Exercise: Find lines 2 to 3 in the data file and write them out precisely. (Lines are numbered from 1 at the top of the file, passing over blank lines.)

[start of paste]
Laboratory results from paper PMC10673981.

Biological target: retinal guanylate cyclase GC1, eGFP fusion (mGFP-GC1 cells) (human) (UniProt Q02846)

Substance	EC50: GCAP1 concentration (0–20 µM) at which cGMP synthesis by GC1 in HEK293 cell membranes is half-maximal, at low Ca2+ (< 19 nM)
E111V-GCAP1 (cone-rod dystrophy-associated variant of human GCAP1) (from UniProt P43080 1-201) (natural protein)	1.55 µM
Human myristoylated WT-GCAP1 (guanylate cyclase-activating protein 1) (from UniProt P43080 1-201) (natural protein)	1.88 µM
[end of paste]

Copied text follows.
Biological target: retinal guanylate cyclase GC1, eGFP fusion (mGFP-GC1 cells) (human) (UniProt Q02846)

Substance	EC50: GCAP1 concentration (0–20 µM) at which cGMP synthesis by GC1 in HEK293 cell membranes is half-maximal, at low Ca2+ (< 19 nM)